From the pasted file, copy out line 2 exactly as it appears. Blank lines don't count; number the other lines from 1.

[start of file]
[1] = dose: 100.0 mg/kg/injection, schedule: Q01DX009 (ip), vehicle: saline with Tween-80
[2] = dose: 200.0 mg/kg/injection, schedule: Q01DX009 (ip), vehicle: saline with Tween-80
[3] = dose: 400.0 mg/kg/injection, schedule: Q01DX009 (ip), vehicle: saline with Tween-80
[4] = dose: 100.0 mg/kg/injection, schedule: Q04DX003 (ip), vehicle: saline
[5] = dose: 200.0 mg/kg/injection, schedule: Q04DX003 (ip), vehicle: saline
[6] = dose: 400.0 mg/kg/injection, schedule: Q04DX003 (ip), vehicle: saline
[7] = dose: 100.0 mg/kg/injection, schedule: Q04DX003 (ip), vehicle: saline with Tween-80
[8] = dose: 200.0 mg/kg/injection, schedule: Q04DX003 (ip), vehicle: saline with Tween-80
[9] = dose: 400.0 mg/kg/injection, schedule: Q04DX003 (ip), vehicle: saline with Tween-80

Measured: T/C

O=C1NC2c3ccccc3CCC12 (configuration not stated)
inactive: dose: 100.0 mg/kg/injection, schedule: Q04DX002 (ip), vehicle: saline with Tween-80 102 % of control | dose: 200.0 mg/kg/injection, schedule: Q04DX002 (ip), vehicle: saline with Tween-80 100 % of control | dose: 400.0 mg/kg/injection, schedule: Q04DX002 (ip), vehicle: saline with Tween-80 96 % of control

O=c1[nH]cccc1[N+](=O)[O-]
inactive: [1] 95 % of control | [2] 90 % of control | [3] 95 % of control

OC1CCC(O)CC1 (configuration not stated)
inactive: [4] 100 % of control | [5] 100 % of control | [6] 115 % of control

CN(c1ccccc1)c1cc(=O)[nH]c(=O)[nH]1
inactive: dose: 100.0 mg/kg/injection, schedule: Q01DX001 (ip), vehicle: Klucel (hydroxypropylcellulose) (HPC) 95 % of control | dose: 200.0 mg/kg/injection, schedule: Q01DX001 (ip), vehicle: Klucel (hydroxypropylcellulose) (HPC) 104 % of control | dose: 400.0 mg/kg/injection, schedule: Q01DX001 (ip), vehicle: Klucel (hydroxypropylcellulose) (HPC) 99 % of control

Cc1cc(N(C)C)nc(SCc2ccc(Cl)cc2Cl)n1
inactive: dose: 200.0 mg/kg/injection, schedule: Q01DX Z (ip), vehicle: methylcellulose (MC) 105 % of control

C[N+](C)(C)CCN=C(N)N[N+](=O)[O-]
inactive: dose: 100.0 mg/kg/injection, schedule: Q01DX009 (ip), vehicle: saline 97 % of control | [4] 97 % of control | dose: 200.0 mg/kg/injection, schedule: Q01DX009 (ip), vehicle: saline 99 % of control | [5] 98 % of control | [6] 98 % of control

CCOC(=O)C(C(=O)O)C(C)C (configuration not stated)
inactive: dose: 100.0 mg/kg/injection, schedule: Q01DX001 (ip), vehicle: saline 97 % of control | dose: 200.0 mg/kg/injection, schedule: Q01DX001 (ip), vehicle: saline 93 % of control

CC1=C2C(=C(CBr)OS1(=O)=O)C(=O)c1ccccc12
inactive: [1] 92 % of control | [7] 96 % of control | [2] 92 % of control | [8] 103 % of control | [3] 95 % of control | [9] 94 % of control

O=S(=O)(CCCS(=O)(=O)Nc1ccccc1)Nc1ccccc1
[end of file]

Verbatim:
[2] = dose: 200.0 mg/kg/injection, schedule: Q01DX009 (ip), vehicle: saline with Tween-80